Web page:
Let's assume your boss asked you to submit a very important report by the next board meeting, and you only have a couple of days left to put everything together. Your workload is already high, so adding another thing to your to-do list can cause stress and anxiety around the workspace.
Because of this, you can hardly concentrate, work on your daily tasks, and accomplish measurable results. But how to beat stress and deliver everything necessary on time? The Eisenhower decision matrix can give you a hand by differentiating core activities from distractions.
What Is the Eisenhower Matrix?
The Eisenhower Matrix is a convenient tool that allows you to distinguish urgent and not-so-urgent tasks. It categorizes assignments based on urgency and importance by splitting them into four boxes: urgent, not urgent, delegate, and delete.
This tool can also be referred to as Urgent-Important Matrix or Eisenhower Box. President Dwight Eisenhower developed this concept, which he used to prioritize numerous high-stake issues while he was a general in the US Army, and, later on, the President of the United States.
A few decades later, author Stephen Covey used the Eisenhower words in his book and turned them into the Eisenhower Matrix. As a result, this tool has become widely popular and used in project management.
The Eisenhower method is designed to help you organize a list of tasks based on their urgency and importance. Applying this layout allows you to separate urgency and importance while avoiding conflict.
To ensure staying on top of things, the Eisenhower method helps you quickly determine what needs to be done first and focuses on pressing matters. The former president used to have a saying: "I have two kinds of problems, the urgent and the important. What is important is seldom urgent, and what is urgent is seldom important."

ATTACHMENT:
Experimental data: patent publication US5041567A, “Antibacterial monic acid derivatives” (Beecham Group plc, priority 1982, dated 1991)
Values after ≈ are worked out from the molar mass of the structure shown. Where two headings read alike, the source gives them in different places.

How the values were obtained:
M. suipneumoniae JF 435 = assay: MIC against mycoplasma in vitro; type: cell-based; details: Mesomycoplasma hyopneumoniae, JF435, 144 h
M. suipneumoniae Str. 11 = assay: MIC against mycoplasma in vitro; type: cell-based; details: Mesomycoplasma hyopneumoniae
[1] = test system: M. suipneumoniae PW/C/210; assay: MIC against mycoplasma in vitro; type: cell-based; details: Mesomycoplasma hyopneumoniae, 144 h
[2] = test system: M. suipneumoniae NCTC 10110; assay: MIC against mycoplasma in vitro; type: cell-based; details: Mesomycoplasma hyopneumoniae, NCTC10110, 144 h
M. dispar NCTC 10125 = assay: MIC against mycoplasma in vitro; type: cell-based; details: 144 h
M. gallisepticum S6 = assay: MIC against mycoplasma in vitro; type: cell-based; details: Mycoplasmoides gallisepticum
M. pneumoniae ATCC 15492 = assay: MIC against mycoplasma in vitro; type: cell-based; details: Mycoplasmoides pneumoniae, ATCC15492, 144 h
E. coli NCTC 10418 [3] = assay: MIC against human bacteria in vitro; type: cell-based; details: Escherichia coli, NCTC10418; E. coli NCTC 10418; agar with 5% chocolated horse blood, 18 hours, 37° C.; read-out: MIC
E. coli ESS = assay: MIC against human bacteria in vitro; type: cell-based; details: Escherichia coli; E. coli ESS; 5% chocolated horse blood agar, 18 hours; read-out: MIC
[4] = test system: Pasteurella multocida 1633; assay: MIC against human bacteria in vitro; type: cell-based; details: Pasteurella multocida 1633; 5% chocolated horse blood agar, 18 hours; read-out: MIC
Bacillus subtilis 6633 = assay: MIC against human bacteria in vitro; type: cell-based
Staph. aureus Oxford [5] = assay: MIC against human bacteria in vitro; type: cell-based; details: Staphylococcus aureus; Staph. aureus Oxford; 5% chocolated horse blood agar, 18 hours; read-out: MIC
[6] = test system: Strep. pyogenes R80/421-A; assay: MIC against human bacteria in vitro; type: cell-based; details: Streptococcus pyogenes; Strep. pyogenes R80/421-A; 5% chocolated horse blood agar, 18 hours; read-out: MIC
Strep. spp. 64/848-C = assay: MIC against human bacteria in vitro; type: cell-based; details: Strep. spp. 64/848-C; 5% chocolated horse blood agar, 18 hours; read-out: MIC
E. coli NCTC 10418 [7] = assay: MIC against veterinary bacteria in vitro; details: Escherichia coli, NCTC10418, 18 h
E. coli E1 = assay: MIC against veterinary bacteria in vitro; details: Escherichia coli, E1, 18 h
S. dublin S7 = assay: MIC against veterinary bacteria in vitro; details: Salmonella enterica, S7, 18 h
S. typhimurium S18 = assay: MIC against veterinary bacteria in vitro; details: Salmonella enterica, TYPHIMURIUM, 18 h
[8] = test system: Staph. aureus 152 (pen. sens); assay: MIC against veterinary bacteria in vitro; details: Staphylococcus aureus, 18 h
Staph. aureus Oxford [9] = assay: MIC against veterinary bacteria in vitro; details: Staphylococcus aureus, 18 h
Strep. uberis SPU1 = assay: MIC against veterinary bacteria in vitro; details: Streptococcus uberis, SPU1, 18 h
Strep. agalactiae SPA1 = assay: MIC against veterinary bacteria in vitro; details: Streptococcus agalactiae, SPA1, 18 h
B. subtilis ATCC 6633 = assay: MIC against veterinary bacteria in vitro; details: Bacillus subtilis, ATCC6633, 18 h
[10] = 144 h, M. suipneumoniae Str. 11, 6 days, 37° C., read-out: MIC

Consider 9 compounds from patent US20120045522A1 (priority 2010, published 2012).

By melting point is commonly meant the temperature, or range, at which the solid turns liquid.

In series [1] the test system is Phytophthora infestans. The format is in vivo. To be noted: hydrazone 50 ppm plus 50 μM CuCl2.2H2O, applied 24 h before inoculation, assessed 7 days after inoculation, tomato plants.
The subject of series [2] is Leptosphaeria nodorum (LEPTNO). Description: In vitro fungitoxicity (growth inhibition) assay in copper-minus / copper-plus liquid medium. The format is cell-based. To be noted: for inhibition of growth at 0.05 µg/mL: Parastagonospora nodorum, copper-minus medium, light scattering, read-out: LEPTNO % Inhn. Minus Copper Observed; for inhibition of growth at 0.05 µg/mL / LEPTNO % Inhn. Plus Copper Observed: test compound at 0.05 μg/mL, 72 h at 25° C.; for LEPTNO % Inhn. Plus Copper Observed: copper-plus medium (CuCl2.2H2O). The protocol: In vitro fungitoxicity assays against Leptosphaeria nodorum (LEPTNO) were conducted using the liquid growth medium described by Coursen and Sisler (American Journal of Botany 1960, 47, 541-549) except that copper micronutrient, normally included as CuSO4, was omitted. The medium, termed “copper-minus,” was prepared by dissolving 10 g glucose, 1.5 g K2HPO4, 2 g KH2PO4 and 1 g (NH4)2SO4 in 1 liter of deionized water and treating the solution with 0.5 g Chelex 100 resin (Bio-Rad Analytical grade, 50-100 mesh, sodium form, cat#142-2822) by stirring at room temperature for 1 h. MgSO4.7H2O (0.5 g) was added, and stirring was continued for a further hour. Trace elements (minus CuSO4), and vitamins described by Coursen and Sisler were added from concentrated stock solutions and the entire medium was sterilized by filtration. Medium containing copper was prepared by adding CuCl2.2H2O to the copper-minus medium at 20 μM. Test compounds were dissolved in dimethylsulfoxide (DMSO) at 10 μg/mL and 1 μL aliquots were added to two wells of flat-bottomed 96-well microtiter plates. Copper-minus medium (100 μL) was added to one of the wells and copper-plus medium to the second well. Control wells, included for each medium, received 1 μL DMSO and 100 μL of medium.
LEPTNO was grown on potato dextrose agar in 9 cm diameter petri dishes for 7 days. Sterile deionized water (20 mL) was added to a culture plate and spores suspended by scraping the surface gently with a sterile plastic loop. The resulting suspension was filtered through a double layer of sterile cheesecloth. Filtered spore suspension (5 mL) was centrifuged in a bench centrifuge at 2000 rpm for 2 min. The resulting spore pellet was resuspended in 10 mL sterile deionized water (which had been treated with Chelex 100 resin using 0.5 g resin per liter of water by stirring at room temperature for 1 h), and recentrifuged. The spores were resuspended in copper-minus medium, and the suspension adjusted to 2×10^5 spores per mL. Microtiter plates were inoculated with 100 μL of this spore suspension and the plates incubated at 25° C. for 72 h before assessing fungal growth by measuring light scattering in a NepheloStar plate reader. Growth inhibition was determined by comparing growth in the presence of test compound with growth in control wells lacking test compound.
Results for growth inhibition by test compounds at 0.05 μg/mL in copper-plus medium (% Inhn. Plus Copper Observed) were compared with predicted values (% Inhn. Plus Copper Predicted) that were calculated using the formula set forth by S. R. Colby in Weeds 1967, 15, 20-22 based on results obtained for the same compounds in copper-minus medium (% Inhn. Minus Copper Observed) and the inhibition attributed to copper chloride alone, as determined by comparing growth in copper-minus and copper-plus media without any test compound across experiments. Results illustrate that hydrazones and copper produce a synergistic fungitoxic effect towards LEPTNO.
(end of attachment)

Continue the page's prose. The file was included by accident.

This is the main idea of the Eisenhower method, and below we will explain how you can apply it to your tasks.
Important vs. Urgent Matrix
The core principle of the Eisenhower matrix is distinguishing between important and urgent tasks.
Urgent tasks—time-sensitive tasks that require immediate attention. Usually, you feel a strong need to address them. Every time you focus on urgent tasks, you enter a reactive mindset, which makes you narrowly focused, rushed, and defensive. Dealing with an urgent client request could be an example of an urgent task.
Important tasks—they contribute to long-term goals, values, and mission. They might not generate immediate results, so it makes sense to neglect them. Occasionally, important tasks are also urgent.
When focusing on important tasks, you enter a responsive mindset, which makes you feel rational, calm, and open to new ideas. Regular choirs and maintenance projects can be an example of important tasks.
Remember that if you put off important tasks for too long, they will become urgent over time. People also are under a misconception that all urgent tasks are also important, which isn't the case. This might come from the fact that people like to deal with short-term problems and solutions.
How To Deal With Procrastination?
You can deal with procrastination in a few ways.
Usually, there are two types of tasks, the ones you can't foresee and the ones you can procrastinate. When planning your list, think about the assignments you left for the last minute and plan how to avoid procrastinating in the future.